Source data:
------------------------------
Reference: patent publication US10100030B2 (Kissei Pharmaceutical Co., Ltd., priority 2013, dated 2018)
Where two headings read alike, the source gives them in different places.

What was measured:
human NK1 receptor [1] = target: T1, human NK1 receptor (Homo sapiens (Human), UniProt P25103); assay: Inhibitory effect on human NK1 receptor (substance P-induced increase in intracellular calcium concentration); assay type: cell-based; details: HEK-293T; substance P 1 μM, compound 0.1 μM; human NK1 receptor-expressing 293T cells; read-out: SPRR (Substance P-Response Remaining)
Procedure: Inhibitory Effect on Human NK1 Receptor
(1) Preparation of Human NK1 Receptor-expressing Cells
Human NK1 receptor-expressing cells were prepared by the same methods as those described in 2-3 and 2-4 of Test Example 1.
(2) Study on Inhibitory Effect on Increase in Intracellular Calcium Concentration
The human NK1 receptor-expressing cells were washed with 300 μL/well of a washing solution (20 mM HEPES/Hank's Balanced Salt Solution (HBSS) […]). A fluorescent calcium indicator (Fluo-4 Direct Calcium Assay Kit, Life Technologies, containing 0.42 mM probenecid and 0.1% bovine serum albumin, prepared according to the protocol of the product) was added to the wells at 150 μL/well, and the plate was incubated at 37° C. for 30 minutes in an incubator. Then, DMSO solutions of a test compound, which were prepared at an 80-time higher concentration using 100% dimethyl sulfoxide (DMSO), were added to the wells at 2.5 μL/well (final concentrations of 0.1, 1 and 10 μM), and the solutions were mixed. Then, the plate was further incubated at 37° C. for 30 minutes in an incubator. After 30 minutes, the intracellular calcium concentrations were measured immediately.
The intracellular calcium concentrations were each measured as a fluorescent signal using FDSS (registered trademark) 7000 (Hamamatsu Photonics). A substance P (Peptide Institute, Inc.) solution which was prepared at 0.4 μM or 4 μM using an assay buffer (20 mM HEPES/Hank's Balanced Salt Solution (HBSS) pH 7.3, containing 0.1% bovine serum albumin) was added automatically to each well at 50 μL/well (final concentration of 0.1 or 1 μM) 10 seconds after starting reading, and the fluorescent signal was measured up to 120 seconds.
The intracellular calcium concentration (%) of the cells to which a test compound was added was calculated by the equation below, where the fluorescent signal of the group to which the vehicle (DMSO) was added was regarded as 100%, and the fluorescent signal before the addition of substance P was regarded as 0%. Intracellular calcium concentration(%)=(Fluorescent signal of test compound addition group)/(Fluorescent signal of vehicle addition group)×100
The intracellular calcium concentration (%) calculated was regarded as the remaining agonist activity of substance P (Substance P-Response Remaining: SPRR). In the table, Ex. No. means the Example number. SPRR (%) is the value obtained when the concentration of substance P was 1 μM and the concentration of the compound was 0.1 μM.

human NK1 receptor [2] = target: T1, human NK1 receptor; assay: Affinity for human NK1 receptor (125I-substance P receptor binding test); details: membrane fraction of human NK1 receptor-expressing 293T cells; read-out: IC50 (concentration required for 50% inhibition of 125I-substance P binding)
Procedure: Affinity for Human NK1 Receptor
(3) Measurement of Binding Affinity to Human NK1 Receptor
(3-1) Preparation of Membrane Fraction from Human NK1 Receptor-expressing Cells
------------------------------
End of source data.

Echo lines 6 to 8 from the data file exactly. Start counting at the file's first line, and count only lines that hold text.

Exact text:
(1) Preparation of Human NK1 Receptor-expressing Cells
Human NK1 receptor-expressing cells were prepared by the same methods as those described in 2-3 and 2-4 of Test Example 1.
(2) Study on Inhibitory Effect on Increase in Intracellular Calcium Concentration